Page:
The second conceptual problem is one's definition of abnormality. Upon what criteria does he decide what endocrinological events are normal or abnormal, and upon what criteria is behavior in the adult classified as normal or pathological? None of his research addresses these questions. For the moment let us be generous and assume that prenatal hormone differences exist. Since they do not lead to abnormal physical problems, his criteria for abnormality can only be that they create a homosexual adult. This end result is abnormal only in the sense that he, like the society in which he lives, disapproves of homosexuality. Without this opprobrium, the development of "male and female centers" of the brain become nothing more than variations in normal development in brain differentiation.

The implications of biomedical research are awesome, and the ethical problems monumental. If these efforts should succeed in unlocking the biological components of human sexuality, would parents be given the right to influence the fetal development of their children? Would such scientific knowledge advance society, or would it only pander to its fears? We have no right to expect the general population to avoid influencing the development of their children given the opportunity. We must expect that parents will want children who have socially desirable characteristics, including physical type, intelligence, coloring -- and sexual orientation.

Of course, biomedical research may fail to prevent the development of homosexuality. Even so, prenatal treatment may still be offered. This chapter argues that therapeutic treatment represents punishment inflicted on people who have transgressed the sexual rules of our society. The purpose of that punishment is twofold, first to punish the transgressor, and second to prevent others from participating in nonconformist sexual activities.
The efficacy of the treatment has rarely been the criteria governing its use.
When breakfast cereals didn’t prevent children from masturbating, torturous devices were invented to prevent it from happening. Steinach tried to cure homosexuality through surgery in 1917, and then the 1970s other surgeons performed brain surgery until stopped for moral and ethical reasons, not because of their experiments were a failure.

Psychologists and psychiatrists attempted to cure homosexuals of their sexual affliction by various means. Aversion therapy ended only because it was no longer fashionable in the egalitarian 1970s, not because it did not work. Psychoanalysis has had an even longer life, and after years of failing to "cure" homosexuality, most psychoanalysts still maintain that homosexuality is a pathology that is curable with years of treatment. (This is no longer true.) Since our society has laid a veneer of guilt over one's sexual desires, any form of treatment will find a willing supply of volunteers. The problem with biomedical research is that it has eschewed moral and ethical considerations and thereby reinforced societies fear of uncontrolled sexual desire.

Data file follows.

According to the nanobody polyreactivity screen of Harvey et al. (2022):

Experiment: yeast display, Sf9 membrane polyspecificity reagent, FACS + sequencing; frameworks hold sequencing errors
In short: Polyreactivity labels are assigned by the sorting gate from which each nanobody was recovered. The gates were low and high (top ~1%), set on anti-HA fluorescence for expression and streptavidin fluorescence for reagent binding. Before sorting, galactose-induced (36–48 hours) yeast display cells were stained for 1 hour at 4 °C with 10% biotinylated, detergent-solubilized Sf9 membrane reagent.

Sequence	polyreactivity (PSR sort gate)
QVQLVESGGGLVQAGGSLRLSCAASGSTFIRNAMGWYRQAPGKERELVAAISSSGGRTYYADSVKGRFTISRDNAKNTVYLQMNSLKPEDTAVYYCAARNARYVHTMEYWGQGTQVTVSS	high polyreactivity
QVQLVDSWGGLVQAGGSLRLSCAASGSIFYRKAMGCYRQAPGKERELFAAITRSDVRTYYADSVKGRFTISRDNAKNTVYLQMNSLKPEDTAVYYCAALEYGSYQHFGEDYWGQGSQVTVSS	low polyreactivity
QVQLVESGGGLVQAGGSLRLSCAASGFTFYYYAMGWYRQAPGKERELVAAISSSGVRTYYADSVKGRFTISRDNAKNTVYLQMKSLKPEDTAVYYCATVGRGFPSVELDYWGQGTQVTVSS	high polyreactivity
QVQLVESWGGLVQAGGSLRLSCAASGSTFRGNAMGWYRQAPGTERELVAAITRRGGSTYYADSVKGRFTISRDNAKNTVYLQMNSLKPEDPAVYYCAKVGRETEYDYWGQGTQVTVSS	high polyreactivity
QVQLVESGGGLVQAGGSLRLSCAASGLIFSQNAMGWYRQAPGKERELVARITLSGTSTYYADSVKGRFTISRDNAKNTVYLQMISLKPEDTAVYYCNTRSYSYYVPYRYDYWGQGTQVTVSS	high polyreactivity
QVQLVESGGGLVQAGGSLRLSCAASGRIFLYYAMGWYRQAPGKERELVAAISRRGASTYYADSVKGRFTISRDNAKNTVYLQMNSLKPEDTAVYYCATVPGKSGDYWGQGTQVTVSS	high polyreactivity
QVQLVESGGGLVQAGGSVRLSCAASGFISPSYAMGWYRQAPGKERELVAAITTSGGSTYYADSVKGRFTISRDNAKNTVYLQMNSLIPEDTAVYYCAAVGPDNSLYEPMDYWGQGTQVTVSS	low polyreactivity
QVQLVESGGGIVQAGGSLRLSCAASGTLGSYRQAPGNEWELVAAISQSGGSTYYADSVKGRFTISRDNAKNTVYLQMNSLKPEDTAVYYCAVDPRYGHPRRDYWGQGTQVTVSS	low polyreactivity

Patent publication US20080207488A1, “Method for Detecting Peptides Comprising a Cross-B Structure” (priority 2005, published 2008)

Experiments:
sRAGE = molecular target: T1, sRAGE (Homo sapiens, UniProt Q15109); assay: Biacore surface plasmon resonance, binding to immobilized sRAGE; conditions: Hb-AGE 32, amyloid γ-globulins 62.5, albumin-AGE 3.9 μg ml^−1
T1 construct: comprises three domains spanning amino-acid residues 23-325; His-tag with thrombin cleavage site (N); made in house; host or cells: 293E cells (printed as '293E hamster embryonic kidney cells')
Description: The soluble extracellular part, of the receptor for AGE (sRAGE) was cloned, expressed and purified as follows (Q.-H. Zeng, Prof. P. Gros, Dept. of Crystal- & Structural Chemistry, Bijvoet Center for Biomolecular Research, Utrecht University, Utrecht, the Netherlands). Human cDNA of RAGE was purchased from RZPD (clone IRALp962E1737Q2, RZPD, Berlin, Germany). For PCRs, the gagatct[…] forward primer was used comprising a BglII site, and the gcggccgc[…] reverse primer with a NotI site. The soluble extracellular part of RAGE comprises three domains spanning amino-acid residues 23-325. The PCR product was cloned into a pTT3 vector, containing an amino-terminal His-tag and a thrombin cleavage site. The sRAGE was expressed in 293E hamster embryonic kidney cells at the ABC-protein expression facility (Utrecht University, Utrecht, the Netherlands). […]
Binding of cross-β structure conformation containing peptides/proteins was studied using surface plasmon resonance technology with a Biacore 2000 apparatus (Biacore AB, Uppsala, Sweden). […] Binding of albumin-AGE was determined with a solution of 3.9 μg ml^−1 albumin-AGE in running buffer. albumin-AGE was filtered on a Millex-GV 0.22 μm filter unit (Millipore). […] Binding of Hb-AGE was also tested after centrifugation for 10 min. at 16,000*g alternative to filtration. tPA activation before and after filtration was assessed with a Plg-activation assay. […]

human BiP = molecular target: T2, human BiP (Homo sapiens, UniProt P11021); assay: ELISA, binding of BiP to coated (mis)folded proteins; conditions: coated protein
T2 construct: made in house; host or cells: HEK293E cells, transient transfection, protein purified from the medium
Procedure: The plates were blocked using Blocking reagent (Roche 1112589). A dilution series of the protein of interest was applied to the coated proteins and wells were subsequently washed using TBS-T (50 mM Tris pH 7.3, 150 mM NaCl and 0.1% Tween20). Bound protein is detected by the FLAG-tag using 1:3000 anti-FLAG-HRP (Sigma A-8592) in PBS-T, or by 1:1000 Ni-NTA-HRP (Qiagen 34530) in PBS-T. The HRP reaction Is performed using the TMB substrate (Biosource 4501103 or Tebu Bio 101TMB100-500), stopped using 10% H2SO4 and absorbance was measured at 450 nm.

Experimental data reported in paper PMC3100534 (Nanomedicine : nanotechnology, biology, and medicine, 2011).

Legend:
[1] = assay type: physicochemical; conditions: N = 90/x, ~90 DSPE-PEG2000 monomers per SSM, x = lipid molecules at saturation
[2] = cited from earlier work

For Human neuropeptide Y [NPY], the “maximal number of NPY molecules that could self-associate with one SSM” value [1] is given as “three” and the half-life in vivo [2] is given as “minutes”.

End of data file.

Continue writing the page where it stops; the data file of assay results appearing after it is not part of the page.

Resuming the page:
The Positive Approach To Psychotherapy For Gay People
It is difficult to point to the first instance of a therapy not based upon the belief that homosexuality is a pathology. However, one can point to the formation of gay counseling centers as the most significant step toward providing an alternative form of therapy for gay people. In the early 1970s, gay counseling centers were formed in New York, Philadelphia, Pittsburgh, Boston, Seattle, and Minneapolis. Some were staffed only by peer counselors, while others were staffed by both peers and professionals. All provided low-cost service to gay people who were experiencing emotional distress but did not want to change their sexual orientation. Previously, the professional community had been obsessed with the causes of and cures for homosexuality. Instead, the gay counseling centers affirmed the homosexuality and proceeded to treat the person. These centers provided a setting where gay professionals could gather together and exchange information and ideas. Much of the literature on gay affirmative treatment is a direct result of these counseling centers.

Alfred Kinsey in 1948 provided the first unbiased scientific information on the sexual behaviors of men and women in the United States. He and the staff of the Kinsey Institute acknowledged the contribution of Evelyn Hooker who was the first to establish that under blind analysis, no difference could be found in the mental health status between homosexual and heterosexual men.

The concept of sex research unfettered by psychoanalytic theory became a new discipline, and two new journals were published, the Journal of Sex Research and Archives of Sexual Behavior. Both were multidisciplinary and published statistical and clinical papers about all facets of human sexuality. Then, in 1976, the first issue of the Journal of Homosexuality was published. J H gave rise to the largest collection of published papers on psychotherapy with gay people. A number of books about psychotherapy with gay people were subsequently published.